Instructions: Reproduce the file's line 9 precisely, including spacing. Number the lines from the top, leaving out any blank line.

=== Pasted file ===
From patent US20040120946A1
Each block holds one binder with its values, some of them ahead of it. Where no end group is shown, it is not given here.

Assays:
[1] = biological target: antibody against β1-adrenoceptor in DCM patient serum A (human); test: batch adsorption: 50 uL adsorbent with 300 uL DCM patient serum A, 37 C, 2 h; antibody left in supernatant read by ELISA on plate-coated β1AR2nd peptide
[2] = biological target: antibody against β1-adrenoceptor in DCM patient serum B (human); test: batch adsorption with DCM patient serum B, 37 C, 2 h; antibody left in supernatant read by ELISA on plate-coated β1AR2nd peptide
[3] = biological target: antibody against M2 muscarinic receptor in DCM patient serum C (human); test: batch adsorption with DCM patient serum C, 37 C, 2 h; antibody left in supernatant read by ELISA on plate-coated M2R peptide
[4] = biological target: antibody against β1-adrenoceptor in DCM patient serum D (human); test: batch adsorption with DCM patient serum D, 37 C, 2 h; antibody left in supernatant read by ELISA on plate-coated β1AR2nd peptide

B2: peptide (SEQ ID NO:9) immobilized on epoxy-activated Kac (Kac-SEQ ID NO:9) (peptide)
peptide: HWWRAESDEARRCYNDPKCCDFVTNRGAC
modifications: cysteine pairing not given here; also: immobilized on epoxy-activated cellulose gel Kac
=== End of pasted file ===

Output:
peptide: HWWRAESDEARRCYNDPKCCDFVTNRGAC